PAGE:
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Competing on calmers
While commercially available calmers are advertised as having no prohibited or banned substances under FEI rules, FEI veterinary director Graeme Cooke warns competition horse testing looks for a wide range of substances, including those currently used in legal calmers.

“We test all the time for things not on the prohibited list and we know when excessive levels appear in a horse, levels which might have a performance-enhancing effect; it’s extra effort but the technology allows for that. We look for abnormal shifts from the baseline level we find in the thousands and thousands of tests we conduct,” says Mr Cooke, who admits legal calmers are an “area of confusion” but one under close review in the coming months.

“If we found a very high level of magnesium in a horse — very much higher than routinely expected — we would investigate this and take advice on whether it had significantly affected the performance of that horse.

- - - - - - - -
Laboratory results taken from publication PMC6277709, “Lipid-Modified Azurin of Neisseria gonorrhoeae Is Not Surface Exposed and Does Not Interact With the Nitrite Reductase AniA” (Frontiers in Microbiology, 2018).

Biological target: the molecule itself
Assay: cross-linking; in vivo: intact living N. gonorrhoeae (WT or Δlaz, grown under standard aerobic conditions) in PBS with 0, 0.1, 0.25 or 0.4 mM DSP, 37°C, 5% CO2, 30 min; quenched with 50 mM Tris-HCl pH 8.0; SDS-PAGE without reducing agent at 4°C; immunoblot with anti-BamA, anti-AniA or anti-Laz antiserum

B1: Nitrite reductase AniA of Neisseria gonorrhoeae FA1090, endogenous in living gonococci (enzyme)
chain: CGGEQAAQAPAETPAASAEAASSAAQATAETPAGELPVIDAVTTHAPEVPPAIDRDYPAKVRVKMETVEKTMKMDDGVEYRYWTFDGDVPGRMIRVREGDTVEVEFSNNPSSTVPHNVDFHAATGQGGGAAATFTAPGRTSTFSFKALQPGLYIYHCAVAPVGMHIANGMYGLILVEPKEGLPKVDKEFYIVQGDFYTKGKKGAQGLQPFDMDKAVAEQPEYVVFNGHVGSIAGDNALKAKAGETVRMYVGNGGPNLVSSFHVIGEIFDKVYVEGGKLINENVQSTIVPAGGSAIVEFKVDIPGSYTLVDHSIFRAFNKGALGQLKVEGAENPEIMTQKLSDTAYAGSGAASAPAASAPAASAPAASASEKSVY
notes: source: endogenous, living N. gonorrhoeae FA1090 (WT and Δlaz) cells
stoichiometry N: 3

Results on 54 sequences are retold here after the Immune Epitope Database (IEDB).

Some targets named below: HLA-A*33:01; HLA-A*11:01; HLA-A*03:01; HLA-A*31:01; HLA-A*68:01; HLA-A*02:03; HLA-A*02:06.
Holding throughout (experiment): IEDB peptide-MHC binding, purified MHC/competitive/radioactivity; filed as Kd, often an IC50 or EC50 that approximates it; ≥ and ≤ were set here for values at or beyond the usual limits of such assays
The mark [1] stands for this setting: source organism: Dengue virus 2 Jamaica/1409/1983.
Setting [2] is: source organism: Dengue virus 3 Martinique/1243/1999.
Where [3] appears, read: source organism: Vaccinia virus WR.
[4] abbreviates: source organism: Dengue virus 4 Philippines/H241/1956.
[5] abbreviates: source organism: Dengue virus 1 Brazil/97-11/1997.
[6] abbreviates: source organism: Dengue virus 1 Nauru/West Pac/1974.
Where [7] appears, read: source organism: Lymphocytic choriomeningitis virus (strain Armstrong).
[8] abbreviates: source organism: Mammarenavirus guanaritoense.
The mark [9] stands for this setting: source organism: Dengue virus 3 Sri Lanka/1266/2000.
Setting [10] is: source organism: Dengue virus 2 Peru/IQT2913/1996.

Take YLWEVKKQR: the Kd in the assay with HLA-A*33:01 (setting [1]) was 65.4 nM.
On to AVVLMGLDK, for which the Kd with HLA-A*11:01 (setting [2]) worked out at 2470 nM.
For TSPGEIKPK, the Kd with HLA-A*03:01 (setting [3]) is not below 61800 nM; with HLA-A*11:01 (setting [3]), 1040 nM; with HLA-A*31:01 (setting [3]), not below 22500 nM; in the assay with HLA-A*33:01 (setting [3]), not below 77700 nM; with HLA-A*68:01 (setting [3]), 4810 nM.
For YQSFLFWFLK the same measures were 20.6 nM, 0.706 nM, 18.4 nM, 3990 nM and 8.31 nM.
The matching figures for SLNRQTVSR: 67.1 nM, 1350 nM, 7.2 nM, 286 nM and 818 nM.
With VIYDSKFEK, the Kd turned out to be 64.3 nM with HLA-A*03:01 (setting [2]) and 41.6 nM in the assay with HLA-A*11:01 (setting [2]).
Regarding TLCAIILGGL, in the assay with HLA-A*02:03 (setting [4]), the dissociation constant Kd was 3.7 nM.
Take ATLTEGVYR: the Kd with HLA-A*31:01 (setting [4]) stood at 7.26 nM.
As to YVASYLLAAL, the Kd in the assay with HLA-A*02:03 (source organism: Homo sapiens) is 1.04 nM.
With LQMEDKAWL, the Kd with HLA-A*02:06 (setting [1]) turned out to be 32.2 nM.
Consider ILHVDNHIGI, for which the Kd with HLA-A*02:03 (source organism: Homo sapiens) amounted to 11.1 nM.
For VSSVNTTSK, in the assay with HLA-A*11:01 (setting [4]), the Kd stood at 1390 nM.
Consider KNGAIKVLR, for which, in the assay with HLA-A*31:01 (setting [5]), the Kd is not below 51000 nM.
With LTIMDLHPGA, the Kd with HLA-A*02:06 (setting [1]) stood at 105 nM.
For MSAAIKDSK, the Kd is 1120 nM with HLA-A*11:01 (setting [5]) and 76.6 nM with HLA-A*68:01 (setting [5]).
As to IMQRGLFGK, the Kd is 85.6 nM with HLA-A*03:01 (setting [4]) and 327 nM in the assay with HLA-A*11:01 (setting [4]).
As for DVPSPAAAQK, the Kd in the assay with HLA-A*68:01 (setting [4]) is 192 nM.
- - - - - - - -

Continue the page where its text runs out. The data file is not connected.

“We have concerns about supplements generally because of quality control during manufacturing and the possibility of cross-contamination with prohibited substances, and would advise owners to be very cautious.”

New rules for ALL competitors
In March 2011, the British Equestrian Federation (BEF) announced a new set of National Equine Anti Doping and Controlled Medication rules (BEFAR).

The new rules, which closely mirror the FEI guidelines, will affect all BEF member bodies in FEI disciplines (dressage, eventing, showjumping, para equestrian dressage, endurance, driving, vaulting and reining) and all disciplines must be fully compliant by 1 January 2012.

“The new system will see an increasing number of anti-doping tests across the disciplines and all affiliated members should expect their horse to be tested, whether they are competing at grass roots level or at a national championship,” says Claire Shand from the BEF, which represents organisations like British Showjumping and British Eventing.

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